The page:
By Michael Roberts
By Amber Taufen
By Patricia Calhoun
By William Breathes
By Michael Roberts
By Melanie Asmar
By Michael Roberts
By Michael Roberts
But as the father of two, Chelsea, eleven, and Courtney, six, Gould thinks Silver Creek is just fine. "I feel very comfortable with them there," he says. "I could let Chelsea go off in third grade with her friends and know that everyone knows her and keeps an eye out for the kids. When I really need to let loose and ski myself, I just head over to Winter Park. There's even a free shuttle from Silver Creek if I don't feel like driving."
When he does stick around at Silver Creek, he's sure to be found on either Sleepwalker or Widowmaker. "Widowmaker is fairly steep and bumpy, and it's probably the toughest run," Gould says. "It's really the only one that gets bumped up at all. And it's a blue that makes you feel good." He also enjoys the high-speed cruising on Conquest and Dragon Lady, but he says there's really no tree skiing to be found at Silver Creek.
There is, however, some bargain dining to be had, especially in Granby, one mile from the mountain. "I like Mad Munchies (420 East Agate Avenue) for lunch," Gould says. "It's a real good sub shop, and they also have pizza. No doubt it's a local favorite." He also adores the bagel club sandwiches at The Sunrise Grill (729 West Agate Avenue), which serves "tasty yogurt parfaits and Belgian waffles." German food is on the menu at The Long Branch (185 East Agate Avenue), which is run by a German couple. "They have Warsteiner beer on tap," Gould says. "The food is authentic all the way." But the all-around best food in the county, according to Gould, is found at Caroline's Cuisine (9921 U.S. Highway 34 in Grand Lake). "It's more in the $15 to $20 entree range, but worth every penny," he says. And The Mountain Inn (612 Grand Avenue), also in Grand Lake, is another of his top picks for its family-style dining and chicken-fried steak. "If you order mashed potatoes, you get to ask for more," he says.
If he's heading home from Winter Park, Gould says a stop at Hernando's Pizza (78199 U.S. Highway 40) is a must. And if he's heading into Winter Park early in the morning, he leaves extra time for The Kitchen (78199 U.S. Highway 40). "It takes all morning to eat breakfast there," he says. "It gets so busy, they put numbers on your car for you to wait outside. But it's great food, and you can get a beer with your breakfast. There's nothing like huevos with a Corona to get the day started," Gould notes. In Grand Lake, he gets his beer at The Lariat Saloon (1121 Grand Avenue)--"It's real redneck fun," he says--and in Granby, he puts a few away at The Silver Spur (15 East Agate Avenue). "That's another redneck outfit," he says. "You'll pay a buck, a buck-fifty for draws of beer. And you're bound to make some interesting friends."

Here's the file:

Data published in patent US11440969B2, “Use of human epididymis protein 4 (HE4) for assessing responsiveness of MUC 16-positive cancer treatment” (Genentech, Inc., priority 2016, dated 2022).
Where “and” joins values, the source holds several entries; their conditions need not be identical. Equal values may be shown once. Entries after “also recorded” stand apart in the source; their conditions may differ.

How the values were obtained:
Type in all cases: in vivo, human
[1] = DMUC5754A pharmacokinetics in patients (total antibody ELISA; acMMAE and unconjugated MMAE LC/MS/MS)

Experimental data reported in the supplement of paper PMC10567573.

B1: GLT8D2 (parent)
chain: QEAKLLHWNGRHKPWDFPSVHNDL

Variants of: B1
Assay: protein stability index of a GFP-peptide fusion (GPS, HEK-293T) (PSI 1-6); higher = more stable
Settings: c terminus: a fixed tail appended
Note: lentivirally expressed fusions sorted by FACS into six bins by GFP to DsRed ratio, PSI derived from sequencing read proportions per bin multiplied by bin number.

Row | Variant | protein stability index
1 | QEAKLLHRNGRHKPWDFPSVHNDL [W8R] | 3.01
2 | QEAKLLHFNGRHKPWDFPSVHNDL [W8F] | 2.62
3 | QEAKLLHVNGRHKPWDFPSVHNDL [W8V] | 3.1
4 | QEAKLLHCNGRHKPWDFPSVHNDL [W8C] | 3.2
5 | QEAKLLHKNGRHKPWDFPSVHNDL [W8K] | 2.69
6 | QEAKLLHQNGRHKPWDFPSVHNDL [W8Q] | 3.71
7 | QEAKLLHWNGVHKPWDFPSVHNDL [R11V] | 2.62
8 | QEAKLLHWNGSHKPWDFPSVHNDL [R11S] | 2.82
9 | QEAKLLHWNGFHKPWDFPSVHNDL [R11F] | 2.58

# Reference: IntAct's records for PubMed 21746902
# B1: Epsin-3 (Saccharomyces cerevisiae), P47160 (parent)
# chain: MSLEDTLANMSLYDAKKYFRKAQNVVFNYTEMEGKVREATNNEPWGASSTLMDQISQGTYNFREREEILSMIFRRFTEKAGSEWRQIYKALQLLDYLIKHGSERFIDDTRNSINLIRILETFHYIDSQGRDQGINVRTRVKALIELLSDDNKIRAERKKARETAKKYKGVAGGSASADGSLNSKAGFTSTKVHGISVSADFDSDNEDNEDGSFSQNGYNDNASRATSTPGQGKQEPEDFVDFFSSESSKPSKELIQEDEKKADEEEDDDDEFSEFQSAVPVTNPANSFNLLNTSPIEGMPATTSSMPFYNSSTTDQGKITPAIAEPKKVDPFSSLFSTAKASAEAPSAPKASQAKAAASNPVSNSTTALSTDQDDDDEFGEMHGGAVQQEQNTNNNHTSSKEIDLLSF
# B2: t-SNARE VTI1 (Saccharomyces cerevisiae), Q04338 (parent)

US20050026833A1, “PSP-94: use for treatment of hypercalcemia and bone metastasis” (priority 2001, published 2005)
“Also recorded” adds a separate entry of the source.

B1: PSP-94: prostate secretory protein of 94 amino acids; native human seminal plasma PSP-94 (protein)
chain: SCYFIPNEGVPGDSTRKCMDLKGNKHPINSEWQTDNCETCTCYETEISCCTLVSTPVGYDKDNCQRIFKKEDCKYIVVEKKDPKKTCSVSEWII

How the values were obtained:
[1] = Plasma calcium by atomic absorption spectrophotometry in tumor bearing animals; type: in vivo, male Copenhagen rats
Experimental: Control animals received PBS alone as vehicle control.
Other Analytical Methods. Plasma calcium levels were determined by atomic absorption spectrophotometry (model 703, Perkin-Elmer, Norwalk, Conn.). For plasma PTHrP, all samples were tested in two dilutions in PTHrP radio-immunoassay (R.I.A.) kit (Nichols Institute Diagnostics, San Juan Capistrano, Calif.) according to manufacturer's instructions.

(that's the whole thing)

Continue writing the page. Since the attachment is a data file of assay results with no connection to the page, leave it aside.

General information: 1-800-754-7458, 1-970-887-3384 or 1-970-629-1020.
Snow report: 1-800-754-7458
Location: 78 miles northwest of Denver via I-70 (exit 232) and U.S. Hwy. 40 west.
Opening and closing dates: November 27 to April 13.
Hours: 9 a.m.-4 p.m.
Terrain: 30% beginner, 50% intermediate, 20% advanced. 252 developed acres with a 1,000' vertical drop. Base: 8,202'; top: 9,202'; longest run: 1.5 miles.
Lifts: 2 triple chairs, 1 double chair, 1 Poma lift, 1 surface lift.
Lift rates: Adult full-day $32, half-day $26; child (6-12) full-day $18, half-day $16; senior (62-69) $18; 5 and under/70 and over ski free. Family Skiing Passport: mom, dad and two kids ski all day for $84.
Lessons: Group lessons $26 for 1 3/4 hours. Private lesson $50/hour. Package includes lesson, all-mountain lift ticket and rental for $50. For information call 1-800-754-7458.
Rentals: Adult $13; child $7.
Snowboarding: Welcome. Half-pipe. Rentals available.
Cross-country: Silver Creek Cross-Country Center has 40 km of groomed trails. Lessons and rentals available. Trail fee $8. Other trails nearby. For information call 1-970-887-2152, 1-970-726-8231 or 1-970-627-8008.
Special events: Snowbiking, snowmobiling and snowshoeing located at base of ski area. Ice skating, sleigh rides and tubing nearby. Ski with Santa, Dec. 21-23; Torchlight Ski Down, Dec. 31; Girl Scout Cookie Days, Feb. 22-23; 13th Annual Fireman's Feud Race, Mar. 8.
When Audie Mullings moved from Climax to West Park in Leadville in 1961, she got to bring her house with her. "They shut down the mines and moved all the houses," she says. "There was a ski area there, too, but they shut it down when everyone moved." So Mullings, 66, transferred her allegiance to Ski Cooper, where she's been skiing for more than forty years and where she now serves as the pro patrol director. "I didn't exactly retire," she says. "And at my age, I tend to be a little more careful. You kind of start to like your bones the way they are and want to keep them that way. But being on patrol gets me out of bed in the morning, and it's a constant challenge."
For a challenge on the mountain, Mullings looks to Homestake. "There's some trees," she says. "It's really nice in there, too, and it gets some good powder." All the kids go to Timberbash, she says, but she prefers Nightmare because "it's steeper and more wide-open." She adds, "I don't particularly like the real bumpy runs. The knees are a little bit gone, you know." To go easy on them but still get a rattle, she goes with Slot or Burnout, where "the upper part is steep but the rest is a good cruiser. But Kamikazee is the steepest," she says. To get to the really difficult runs at Cooper, Mullings suggests that skiers take the 'Cat tour up on Chicago Ridge. "That's where they'll find the trees, the steeps, just about a little bit of everything," she says. That's also where she recommends that snowboarders go. "We try to encourage them to use the terrain park," she says. "But they're allowed to go anywhere, and really, they're all over. They manage to find the jumps and such all over the place."